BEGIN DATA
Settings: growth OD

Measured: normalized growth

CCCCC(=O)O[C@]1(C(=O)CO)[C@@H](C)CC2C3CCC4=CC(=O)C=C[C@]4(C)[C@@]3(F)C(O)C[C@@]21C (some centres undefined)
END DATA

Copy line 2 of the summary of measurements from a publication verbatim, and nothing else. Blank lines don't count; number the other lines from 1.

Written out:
Measured: normalized growth